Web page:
There was no way I was going to miss something called a ‘Smellwalk.’ A social dilettante at heart, I revel in time spent in the mind of others — especially those who add an entirely different color to the palate of my worldview. While I think loads about the olfactory experiences of dogs, I give little consideration to my own. A meeting with Kate McLean changed all that.
McLean is a graphic designer and PhD candidate who highlights “the multi-sensory nature of human understanding.” Design, she argues, does not have to be uni-sensory, catering solely to the eyes. We all know that senses operate in unison — I see the taco truck but I also smell it — so why not embrace more than one sense? “Smells form part of our knowing,” she explains, “but are elusive, disappearing before they can be fixed in place.” I want a taste of McLean’s smelly world.
A group of smellmappers set out this past Wednesday to cover four blocks in Williamsburg, Brooklyn with our noses. Equipped with a buddy, we stopped at smell stations to explore, acknowledge and assess odors. I paired with Alexandra Horowitz (Twitter), Inside of a Dog author and quite the thoughtful smeller, with whom I’ve had the pleasure of studying the canine mind since 2010. We followed the lead of McLean around the block, listening with our noses as we went. Here’s what I learned on my nose-travels:
I have no idea what you’re talking about
Being paired with a buddy taught me that I will not always smell what you smell. Sometimes that’s because the odor is moving, like the passing of cigarette smoke or recently made pad thai — the smell is intense when fresh, but you might miss it if you walk over even a minute or two later.
Then there are the smells that I was sure we’d both get but didn’t. In the The New York Times coverage of our Brooklyn Smellwalk, journalist Vivian Yee notes that I crouched “next to a trash can full of discarded coffee cups, a retro soda bottle and a cortisone cream package” only to find… nothing. But Horowitz, just moments before, detected recently chewed minty gum. It felt odd to be in exactly the same place and have your nose come back with nothing. “Deficient nose?” I thought. Nope. Because of the way scents travel and move, McLean describes olfactory perception as “highly nuanced, highly personal.” No. I don’t smell the gum. But the trash on the other hand…
I know exactly what you’re talking about
Other smells hit a consensus. Trash that’s recently discarded — or has had some intermingling with the warm air — is a bit rancid. It hits you in the back of the mouth, almost like you just swallowed some of it. You want to get it out but can’t because it’s not in. Miriam Songster, another smellwalker describes it, “Like when they put trash out and the liquid drips out.”
Later, when sniffing the grill of a car, we reach a different type of consensus. We don’t use the same words to describe the warm air emitting from the recently used car, but we do agree that the smell is best defined by the color ‘gray.’ Earlier, we agreed that rosemary, if it were to have a shape, would be jaggedy.
Your dog, the smeller
Walking home from the Smellwalk, I was tired. Apparently, focused attention on smelling takes a lot out of you. I saw a woman with a white, terrier-like dog; the calf-high dog was sniffing the base of a skinny tree for what evidently was too long for the woman’s liking. “Come,” she barked, and followed with a swift kick to the side of the dog’s head and a jerk on the leash. The dog broke from the smell to trot along beside her.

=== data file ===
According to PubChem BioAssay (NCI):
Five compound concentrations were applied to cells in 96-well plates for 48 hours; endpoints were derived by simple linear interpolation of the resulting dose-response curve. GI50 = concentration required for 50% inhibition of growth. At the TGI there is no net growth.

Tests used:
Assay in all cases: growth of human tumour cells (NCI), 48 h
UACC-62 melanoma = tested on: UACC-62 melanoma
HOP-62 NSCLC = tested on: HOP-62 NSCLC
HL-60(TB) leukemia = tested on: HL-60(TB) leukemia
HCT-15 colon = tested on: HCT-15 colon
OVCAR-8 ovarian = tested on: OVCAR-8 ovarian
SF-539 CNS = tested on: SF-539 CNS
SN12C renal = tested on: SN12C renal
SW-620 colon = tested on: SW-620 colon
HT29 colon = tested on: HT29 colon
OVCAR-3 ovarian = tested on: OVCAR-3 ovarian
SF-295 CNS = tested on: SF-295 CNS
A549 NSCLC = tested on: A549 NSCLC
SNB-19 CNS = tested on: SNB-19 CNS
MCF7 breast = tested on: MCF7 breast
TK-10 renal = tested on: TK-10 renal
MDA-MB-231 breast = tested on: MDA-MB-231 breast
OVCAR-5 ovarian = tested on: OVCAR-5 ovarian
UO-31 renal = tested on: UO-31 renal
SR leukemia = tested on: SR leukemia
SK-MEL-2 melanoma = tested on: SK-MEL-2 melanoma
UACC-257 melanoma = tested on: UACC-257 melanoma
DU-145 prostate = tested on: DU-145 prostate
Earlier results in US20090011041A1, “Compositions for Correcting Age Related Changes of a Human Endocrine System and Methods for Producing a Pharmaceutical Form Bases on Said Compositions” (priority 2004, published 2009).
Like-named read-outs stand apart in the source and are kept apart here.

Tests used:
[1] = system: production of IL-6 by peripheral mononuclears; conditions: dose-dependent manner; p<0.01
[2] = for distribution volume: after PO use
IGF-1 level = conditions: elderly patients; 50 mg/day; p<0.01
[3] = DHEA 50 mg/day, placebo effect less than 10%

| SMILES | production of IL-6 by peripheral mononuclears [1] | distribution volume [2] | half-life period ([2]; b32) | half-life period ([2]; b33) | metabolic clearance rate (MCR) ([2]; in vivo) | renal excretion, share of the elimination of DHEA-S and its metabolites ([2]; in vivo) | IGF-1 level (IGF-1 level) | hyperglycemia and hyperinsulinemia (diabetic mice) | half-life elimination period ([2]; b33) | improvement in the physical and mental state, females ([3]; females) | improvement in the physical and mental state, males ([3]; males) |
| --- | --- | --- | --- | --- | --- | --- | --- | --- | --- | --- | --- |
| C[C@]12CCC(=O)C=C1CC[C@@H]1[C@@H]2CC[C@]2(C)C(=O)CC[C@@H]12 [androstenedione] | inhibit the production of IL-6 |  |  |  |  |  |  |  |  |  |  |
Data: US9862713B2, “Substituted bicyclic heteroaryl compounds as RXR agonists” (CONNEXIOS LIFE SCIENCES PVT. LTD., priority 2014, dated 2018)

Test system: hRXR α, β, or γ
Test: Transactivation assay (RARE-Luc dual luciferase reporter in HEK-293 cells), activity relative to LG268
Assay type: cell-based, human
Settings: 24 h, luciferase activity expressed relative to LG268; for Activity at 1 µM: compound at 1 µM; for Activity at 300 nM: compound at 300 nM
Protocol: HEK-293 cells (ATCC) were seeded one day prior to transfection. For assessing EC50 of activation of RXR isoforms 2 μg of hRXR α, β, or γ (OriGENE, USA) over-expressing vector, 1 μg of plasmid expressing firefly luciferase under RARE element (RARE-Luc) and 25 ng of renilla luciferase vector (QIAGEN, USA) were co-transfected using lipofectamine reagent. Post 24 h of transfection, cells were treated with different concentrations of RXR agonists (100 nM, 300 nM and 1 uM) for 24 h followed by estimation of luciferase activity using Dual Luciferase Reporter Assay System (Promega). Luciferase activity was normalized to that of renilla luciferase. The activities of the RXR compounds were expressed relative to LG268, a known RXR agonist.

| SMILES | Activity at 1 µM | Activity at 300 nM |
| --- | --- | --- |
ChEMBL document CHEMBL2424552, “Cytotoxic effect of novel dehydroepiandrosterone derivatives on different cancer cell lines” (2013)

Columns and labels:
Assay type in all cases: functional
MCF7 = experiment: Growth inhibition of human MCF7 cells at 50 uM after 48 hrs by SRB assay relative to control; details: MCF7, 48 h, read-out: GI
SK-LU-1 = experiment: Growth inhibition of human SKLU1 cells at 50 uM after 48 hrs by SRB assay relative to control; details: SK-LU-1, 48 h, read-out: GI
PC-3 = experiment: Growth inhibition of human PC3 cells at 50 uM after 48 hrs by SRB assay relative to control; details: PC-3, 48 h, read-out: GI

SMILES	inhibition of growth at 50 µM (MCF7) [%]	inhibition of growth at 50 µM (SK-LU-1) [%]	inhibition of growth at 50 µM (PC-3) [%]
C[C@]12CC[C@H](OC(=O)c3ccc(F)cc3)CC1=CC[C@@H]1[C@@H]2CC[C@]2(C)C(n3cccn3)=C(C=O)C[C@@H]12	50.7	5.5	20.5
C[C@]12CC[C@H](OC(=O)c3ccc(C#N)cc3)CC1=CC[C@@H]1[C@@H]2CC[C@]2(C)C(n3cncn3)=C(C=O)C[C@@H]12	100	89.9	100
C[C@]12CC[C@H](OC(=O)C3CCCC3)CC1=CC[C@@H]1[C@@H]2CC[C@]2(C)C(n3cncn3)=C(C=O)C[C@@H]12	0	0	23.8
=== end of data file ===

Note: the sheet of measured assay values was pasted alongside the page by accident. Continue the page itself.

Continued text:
Where to start.
Just as we do not pay homage to our own sense of smell, it can be hard for dog owners to appreciate how much the dog experience relies on smell. But while you might take your sense of smell for granted, smell in dogs is not to be taken lightly. Olfaction is complex. For example, dogs will sometimes bypass things that we would assume their nose would zero in on, but that doesn't mean dogs aren't interested in using their noses. Like us, dogs can shift and prioritize different sensory modalities at different times. And while dog scent detection can be affected by a number of factors, such as the temperature outside and hydration levels, engaging in olfactory experiences is not something dogs want less of.
Let me put it another way. To live with a dog is to enter into an agreement:
Just as I see the the world, you, dog, smell the world. As we spend time together, I will learn more about your nose. I know that some dogs are more into getting their sniff on than others, and I will get to know what 'smelling' means for you. I will pay attention to your sniffer. But most importantly, if we're outside and I want you to move along — break from that tree, that dog’s butt, that spot on the ground where I can’t see what you’re investigating but you can’t seem to get enough — I know that there are many many many ways to make that happen other than kicking you in the head and jerking the leash.
Person with great-smelling shoes
Let's make it practical. How do you balance embracing your dog's sniffer and moving along? How have you taught your dog that it’s time to move along?
Related and referenced
Julie Hecht. Make sense of scents: How to make your dog happy.
Vivian Yee. Data for a New York ‘Smellmap,’ Collected Sniff by Sniff. The New York Times. Featuring an eight-image slide show of the Smellwalk in action.
Kate McLean. Sensory Maps.